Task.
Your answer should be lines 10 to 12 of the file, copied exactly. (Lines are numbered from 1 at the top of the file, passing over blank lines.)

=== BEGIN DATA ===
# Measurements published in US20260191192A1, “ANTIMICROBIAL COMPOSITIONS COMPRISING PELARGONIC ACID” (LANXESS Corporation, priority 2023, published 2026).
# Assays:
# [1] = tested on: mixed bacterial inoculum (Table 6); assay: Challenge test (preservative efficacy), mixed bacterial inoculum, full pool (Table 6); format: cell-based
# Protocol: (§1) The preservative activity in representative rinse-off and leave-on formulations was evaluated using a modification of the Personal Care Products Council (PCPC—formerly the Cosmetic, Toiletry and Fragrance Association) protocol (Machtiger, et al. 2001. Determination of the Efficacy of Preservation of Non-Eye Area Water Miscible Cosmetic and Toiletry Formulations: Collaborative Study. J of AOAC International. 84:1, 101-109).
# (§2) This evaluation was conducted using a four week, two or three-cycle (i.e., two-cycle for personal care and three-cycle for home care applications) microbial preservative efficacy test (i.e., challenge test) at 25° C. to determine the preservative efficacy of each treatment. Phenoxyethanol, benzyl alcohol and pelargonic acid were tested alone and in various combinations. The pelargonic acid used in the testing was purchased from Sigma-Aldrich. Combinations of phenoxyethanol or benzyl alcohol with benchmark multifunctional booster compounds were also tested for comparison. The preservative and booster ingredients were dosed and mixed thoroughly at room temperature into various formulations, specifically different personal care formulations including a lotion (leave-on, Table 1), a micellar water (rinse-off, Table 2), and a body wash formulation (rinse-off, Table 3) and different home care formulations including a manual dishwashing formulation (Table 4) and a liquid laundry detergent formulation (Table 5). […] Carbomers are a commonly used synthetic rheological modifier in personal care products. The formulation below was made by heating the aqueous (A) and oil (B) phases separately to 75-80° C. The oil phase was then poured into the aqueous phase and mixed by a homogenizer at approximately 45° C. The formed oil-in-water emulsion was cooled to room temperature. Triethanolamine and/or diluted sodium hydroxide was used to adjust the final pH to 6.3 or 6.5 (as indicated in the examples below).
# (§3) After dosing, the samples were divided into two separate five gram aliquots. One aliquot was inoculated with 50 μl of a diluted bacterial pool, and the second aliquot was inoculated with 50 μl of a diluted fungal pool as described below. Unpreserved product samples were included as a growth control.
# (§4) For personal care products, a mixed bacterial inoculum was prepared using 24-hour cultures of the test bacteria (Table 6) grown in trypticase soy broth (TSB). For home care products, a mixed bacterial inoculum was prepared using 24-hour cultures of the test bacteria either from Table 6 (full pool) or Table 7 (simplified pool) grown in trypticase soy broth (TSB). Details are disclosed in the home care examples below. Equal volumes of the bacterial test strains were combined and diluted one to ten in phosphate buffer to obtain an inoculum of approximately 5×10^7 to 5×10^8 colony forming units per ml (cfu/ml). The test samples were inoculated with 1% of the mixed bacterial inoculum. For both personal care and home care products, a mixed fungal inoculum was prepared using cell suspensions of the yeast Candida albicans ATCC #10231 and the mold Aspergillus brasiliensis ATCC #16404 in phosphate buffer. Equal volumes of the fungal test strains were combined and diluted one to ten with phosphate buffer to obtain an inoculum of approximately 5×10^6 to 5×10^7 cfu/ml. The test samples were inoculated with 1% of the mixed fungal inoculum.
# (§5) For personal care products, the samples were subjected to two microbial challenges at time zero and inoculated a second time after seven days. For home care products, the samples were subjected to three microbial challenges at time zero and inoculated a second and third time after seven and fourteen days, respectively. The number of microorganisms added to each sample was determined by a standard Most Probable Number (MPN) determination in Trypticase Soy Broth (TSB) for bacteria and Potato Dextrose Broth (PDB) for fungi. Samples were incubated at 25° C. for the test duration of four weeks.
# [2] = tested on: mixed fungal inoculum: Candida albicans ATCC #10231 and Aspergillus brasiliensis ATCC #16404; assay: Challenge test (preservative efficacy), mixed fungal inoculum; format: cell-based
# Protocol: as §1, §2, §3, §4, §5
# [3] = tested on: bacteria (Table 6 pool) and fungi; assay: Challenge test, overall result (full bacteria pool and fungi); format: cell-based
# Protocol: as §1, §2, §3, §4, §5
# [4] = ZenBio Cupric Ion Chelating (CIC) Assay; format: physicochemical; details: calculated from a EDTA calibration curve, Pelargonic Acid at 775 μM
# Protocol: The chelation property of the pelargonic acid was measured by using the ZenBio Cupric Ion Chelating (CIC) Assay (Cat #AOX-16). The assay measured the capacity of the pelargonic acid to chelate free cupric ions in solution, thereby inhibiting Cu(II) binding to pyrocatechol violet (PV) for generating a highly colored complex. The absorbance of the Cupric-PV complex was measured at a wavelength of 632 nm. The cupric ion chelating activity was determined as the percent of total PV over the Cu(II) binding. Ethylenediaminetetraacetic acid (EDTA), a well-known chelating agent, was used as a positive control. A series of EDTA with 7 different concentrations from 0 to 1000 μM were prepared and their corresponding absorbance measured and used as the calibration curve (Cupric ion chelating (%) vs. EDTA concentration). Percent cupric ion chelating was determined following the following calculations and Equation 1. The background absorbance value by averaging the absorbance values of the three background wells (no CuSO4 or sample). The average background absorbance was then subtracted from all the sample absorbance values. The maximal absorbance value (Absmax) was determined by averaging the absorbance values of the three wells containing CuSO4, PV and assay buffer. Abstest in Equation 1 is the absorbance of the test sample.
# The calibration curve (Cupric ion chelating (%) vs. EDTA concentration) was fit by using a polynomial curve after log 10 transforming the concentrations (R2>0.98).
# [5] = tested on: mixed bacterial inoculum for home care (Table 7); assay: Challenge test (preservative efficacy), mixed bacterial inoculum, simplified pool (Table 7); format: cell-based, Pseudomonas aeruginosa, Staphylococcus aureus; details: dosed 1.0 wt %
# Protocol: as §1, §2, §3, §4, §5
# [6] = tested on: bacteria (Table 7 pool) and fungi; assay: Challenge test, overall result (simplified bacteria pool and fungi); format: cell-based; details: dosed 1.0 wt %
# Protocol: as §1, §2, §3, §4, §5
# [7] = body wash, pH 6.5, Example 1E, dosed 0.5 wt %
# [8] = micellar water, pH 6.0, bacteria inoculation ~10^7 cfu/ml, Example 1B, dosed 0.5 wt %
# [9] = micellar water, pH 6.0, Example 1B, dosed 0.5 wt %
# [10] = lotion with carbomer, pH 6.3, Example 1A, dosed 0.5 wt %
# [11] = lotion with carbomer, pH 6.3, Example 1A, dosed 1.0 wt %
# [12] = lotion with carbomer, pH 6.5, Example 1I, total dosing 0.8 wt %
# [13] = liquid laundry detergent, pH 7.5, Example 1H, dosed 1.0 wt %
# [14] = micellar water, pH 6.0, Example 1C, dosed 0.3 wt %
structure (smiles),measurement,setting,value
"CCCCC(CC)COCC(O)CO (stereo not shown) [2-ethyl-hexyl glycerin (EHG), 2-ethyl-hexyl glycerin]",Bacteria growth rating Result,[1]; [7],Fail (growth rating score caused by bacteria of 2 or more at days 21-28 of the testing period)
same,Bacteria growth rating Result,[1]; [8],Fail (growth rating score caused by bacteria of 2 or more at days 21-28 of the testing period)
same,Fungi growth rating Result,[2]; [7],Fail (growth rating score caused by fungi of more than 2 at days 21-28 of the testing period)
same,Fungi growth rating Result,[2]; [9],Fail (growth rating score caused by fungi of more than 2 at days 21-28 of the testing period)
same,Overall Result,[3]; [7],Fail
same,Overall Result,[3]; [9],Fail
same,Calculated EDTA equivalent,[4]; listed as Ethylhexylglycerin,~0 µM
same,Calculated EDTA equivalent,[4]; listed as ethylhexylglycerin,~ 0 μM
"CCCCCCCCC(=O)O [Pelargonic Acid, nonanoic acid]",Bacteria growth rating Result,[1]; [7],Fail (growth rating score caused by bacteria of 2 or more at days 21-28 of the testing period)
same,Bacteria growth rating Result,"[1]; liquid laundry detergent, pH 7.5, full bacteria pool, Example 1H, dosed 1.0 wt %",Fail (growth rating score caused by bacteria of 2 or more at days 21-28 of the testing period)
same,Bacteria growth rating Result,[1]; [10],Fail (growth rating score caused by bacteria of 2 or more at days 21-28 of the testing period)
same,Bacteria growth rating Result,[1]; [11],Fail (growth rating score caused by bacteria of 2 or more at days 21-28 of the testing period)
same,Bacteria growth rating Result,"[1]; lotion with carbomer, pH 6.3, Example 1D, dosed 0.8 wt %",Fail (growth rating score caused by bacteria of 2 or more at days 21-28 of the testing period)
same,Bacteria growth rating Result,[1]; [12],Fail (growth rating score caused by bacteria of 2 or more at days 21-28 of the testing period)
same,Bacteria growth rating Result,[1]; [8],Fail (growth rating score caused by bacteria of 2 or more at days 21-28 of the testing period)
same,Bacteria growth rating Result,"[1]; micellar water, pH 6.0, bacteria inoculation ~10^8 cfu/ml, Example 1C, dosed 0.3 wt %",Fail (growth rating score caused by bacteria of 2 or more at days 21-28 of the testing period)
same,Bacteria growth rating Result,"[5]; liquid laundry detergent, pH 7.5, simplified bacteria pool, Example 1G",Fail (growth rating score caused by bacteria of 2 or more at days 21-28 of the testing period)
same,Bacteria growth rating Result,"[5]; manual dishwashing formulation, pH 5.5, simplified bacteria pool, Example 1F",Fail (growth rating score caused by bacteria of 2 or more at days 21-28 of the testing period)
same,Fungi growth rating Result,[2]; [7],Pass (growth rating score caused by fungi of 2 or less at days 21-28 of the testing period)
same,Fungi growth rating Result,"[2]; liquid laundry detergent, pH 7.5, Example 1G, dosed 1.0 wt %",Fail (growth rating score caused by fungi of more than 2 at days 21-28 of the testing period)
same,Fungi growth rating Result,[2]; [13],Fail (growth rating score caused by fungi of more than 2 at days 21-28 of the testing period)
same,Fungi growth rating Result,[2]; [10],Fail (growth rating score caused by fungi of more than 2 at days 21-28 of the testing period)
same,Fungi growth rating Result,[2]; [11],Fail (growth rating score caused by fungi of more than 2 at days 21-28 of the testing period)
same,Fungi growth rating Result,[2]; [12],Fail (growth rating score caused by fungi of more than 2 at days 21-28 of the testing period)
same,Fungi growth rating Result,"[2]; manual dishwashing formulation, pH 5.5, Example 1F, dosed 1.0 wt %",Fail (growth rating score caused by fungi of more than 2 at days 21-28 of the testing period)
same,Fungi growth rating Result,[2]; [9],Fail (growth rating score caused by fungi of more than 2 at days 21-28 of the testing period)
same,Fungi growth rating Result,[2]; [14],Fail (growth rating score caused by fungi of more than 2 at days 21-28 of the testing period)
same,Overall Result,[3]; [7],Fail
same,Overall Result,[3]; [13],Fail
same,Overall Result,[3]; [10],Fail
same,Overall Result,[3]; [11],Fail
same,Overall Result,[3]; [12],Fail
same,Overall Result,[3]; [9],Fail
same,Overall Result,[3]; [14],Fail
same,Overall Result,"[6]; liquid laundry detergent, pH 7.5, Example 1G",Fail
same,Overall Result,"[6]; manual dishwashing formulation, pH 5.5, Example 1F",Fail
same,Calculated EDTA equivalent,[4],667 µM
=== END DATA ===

# Protocol: as §1, §2, §3, §4, §5
# [3] = tested on: bacteria (Table 6 pool) and fungi; assay: Challenge test, overall result (full bacteria pool and fungi); format: cell-based
# Protocol: as §1, §2, §3, §4, §5